In verse 29 it says, “But he answered his father, ‘Look! All these years I’ve been slaving for you and never disobeyed your orders. Yet you never gave me even a young goat so I could celebrate with my friends. But when this son of yours who has squandered your property with prostitutes comes home, you kill the fattened calf for him!”
There is so much vitriol here. So much anger. Notice that the older son doesn’t refer to the younger son as “my brother”. He says, “This son of yours.” And notice the way he talks about his father? I’ve been slaving for you for years and I never disobeyed your orders. This claim that he’s never disobeyed is the very thing the Pharisees would brag about. They never disobeyed God’s commandments.
The older son stuck around the family farm, but in his heart, he was just as distant from the father as his younger brother was. And he’s angry at the celebration. He accuses his brother of squandering his father's property with prostitutes, even though the text never tells us that. It’s a baseless accusation made in anger. So he says, I’ve slaved for you for years while this son of your wasted your money. And now you celebrate him while you’ve never given me anything.
This is a gross mischaracterization of the father. The older son sees his father as a harsh taskmaster. He sees him as ungenerous; the kind of man you have to beg and plead just to be giving the smallest blessing. But everything we’ve seen about the father is the exact opposite. He’s generous, he’s loving, he’s forgiving. He’s willing to make a fool of himself to show his children the love he has for them.
Which is exactly what he says in verse 31, “‘My son,’ the father said, ‘you are always with me, and everything I have is yours.” This is literally true. Remember, he already split his estate between his two sons. The younger son got his which means that everything on the family farm belongs to the older son. Every goat, every fattened calf, every grain of wheat belongs to the older son. If he wanted to kill a fattened calf and eat it with his friends, he was more than welcome to.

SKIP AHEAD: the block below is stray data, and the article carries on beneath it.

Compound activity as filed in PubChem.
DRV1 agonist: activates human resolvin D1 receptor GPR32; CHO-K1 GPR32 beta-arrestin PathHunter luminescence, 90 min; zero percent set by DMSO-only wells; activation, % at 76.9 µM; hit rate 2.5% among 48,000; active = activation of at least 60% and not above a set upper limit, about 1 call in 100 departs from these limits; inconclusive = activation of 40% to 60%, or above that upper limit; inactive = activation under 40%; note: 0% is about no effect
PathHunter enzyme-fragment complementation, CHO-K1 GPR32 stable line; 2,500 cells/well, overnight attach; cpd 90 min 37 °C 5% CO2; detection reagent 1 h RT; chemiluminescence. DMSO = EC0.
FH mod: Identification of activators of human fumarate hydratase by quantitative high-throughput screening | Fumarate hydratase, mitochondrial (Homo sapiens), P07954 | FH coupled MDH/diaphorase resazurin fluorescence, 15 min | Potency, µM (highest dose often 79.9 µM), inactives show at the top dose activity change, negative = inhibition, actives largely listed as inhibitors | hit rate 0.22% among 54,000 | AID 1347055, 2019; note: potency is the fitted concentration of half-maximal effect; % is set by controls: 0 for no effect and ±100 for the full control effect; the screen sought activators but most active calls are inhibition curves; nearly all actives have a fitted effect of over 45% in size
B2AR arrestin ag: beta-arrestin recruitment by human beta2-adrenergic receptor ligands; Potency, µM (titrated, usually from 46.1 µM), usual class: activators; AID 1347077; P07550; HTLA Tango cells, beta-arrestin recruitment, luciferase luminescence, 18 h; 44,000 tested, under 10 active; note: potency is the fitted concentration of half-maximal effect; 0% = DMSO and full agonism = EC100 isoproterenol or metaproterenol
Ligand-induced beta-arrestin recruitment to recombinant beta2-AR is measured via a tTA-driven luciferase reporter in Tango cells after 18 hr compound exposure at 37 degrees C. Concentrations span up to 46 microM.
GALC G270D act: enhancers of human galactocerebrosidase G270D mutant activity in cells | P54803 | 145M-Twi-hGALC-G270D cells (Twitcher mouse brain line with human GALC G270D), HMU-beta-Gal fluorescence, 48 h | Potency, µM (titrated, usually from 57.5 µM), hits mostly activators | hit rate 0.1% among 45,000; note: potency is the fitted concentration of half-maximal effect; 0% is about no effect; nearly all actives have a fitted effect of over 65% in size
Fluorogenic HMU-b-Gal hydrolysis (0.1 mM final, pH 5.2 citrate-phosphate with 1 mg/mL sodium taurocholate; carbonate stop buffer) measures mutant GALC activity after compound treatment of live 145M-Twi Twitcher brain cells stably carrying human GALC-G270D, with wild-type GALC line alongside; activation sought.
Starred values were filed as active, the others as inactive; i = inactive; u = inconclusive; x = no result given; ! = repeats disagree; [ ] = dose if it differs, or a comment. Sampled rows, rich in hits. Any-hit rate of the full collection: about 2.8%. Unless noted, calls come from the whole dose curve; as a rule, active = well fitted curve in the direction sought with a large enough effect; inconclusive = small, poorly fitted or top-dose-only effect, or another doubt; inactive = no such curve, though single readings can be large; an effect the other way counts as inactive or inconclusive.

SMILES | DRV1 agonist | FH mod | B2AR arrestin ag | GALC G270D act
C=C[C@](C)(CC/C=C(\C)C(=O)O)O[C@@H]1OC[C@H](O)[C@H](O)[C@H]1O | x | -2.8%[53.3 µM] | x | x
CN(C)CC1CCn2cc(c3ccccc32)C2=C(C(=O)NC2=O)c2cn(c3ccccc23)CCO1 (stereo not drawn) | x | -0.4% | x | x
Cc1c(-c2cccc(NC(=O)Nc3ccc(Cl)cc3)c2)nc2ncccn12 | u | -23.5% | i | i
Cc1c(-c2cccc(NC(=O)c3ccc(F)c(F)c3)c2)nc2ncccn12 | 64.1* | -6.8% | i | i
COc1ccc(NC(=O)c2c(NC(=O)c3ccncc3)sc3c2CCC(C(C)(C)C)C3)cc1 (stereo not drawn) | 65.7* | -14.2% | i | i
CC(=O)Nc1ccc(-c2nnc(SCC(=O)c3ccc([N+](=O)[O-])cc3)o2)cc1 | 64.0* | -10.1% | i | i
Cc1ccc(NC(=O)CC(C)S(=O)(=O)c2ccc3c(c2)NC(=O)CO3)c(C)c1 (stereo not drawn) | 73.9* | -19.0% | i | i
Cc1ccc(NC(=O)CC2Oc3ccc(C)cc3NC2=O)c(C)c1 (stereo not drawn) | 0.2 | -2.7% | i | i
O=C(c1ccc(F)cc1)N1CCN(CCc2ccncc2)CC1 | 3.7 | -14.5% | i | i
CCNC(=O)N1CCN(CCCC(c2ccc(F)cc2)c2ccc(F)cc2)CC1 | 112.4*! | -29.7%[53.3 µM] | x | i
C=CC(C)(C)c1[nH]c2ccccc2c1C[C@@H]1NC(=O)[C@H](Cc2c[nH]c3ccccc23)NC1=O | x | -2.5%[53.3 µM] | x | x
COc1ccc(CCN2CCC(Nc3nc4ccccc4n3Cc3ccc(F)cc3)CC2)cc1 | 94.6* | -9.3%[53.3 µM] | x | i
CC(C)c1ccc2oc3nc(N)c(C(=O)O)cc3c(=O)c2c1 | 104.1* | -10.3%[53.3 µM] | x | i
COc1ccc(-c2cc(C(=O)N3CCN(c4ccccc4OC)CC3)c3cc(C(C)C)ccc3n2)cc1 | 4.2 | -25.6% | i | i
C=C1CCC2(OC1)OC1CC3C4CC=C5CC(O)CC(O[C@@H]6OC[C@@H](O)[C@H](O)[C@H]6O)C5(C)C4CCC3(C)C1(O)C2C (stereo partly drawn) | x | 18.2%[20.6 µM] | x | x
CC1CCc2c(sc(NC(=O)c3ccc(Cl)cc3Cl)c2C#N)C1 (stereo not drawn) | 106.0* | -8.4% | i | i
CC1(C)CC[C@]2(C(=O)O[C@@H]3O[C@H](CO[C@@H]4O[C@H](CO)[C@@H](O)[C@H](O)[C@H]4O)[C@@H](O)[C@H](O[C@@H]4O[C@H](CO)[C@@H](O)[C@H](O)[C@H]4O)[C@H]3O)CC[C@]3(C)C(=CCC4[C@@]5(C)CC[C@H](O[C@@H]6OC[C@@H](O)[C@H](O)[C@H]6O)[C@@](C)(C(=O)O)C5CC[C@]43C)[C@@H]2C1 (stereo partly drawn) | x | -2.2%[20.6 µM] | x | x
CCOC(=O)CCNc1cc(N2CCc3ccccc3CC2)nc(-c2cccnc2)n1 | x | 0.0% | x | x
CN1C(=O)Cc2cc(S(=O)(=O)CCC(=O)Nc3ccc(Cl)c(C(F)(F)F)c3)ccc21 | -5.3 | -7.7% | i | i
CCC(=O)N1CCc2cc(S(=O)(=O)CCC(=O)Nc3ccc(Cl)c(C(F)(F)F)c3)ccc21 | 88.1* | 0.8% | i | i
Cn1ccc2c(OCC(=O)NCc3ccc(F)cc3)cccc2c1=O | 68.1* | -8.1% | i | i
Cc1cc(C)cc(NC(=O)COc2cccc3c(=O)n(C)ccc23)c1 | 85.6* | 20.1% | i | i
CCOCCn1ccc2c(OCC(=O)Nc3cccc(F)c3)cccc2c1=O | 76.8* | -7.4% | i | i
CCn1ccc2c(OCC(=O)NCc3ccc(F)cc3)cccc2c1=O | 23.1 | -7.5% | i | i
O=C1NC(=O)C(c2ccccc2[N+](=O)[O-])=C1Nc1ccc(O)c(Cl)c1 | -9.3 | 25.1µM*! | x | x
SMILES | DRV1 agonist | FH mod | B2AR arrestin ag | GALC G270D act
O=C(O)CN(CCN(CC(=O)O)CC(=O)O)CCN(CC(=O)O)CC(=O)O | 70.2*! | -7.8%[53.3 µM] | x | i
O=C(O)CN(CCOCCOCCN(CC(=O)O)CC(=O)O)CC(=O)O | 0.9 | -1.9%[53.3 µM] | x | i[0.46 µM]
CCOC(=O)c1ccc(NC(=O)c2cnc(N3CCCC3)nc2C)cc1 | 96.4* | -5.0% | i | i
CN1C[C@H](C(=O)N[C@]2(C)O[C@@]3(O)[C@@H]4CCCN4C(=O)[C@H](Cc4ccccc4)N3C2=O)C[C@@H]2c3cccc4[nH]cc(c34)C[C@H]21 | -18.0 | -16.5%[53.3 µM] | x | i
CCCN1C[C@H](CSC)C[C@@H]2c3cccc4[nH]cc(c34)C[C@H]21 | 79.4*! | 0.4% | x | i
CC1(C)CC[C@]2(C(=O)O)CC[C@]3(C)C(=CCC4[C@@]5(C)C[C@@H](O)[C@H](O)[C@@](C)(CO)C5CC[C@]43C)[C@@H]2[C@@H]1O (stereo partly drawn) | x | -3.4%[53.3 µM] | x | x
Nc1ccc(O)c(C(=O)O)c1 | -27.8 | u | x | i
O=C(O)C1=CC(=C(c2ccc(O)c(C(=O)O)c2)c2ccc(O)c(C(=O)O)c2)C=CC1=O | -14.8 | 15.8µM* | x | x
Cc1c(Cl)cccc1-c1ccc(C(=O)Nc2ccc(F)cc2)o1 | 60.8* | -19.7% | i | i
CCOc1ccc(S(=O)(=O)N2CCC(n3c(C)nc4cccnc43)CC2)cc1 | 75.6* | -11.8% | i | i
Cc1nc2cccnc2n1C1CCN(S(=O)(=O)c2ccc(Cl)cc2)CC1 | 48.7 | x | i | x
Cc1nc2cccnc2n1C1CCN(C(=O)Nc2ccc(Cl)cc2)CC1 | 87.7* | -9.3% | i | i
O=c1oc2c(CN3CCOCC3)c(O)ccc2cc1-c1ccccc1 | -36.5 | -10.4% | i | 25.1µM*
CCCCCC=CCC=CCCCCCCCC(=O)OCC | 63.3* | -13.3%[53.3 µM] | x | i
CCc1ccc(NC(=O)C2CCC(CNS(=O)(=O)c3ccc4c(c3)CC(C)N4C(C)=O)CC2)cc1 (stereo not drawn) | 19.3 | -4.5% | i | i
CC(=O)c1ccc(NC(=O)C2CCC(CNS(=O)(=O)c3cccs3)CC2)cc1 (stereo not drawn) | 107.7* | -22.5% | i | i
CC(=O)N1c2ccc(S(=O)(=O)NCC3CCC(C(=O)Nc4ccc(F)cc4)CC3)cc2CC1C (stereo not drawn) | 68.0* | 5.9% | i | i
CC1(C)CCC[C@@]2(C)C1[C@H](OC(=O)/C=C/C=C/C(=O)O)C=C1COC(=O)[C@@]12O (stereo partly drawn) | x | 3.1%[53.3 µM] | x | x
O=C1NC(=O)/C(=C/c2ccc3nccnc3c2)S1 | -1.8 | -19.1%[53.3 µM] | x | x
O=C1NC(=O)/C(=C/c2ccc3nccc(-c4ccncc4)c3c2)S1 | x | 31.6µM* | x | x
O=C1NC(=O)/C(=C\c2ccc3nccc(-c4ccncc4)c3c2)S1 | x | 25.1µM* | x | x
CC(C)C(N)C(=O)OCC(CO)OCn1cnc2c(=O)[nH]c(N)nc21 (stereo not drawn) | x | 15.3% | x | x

The father continues in verse 32, “But we had to celebrate and be glad because this brother of yours (notice how the father doesn’t say son of mine?) was dead and is alive; he was lost and is found.” The story ends there.
We’re not told if the older brother repents and goes into the party as well or if he remains outside. But that’s the point for Jesus. The older brother represented the Pharisees he was talking to. This was ultimate an invitation for them as well. In this parable, Jesus redefined what it meant to be lost and found.
It’s clear that those people out there, the sinners, the tax collectors are lost. It’s clear that they need to be found by God. But what about us? What about the older brothers among us who stuck around, obeyed what they thought was a task master of a father?
In truth, both sons are lost and separated from their father. The younger son by his partying and wayward lifestyle and the older son by his self-righteousness. This parable should confront all of us and force us to ask ourselves what might be keeping us from the father. Is it our actions? Our attitude?
It’s possible to come to church, to sing songs, to work at building the Kingdom of God and still be lost. It’s possible to be physically near to the father—be part of the church—and yet still in our hearts be separated from him. Both sons in this parable are lost. Both need to be found and restored to a loving relationship with their father.
So here’s the ultimate question we need to wrestle with this morning. What kind of God do we believe in? Is it a God who stands ready to judge and condemn anyone and everyone who doesn’t jump through the right hoops or is it a God who runs to his son while he was still a long way off and cuts off his repentance speech? Is it a God who’s a slave master or one who freely gives of himself? we view God as the kind of taskmaster that we need to slave for in order to get anything? Or do we understand God to be a loving father who runs to us while we’re still a long way off? The way we understand God will ultimately determine how we understand evangelism and discipleship.
If we understand God as primarily a God of wrath and punishment and justice, then we will see conversion and discipleship as a way to satiate that wrath. We will evangelize by trying to convince people that God’s anger burns against them and that they need to say the right things in order to make God happy. But if we understand God as primarily a God who loves his children and wants what’s best for us, then we can tell people the good news of a loving father who runs to them while they’re still a long way off. We can tell people the good news of a God who will continue to meet them in their brokenness and heal them.
All of us are lost. All of us are in need of a saviour who will reconcile us to himself and to each other. Who are we in this story? What kind of God do we believe exists? What does it mean to be lost and found?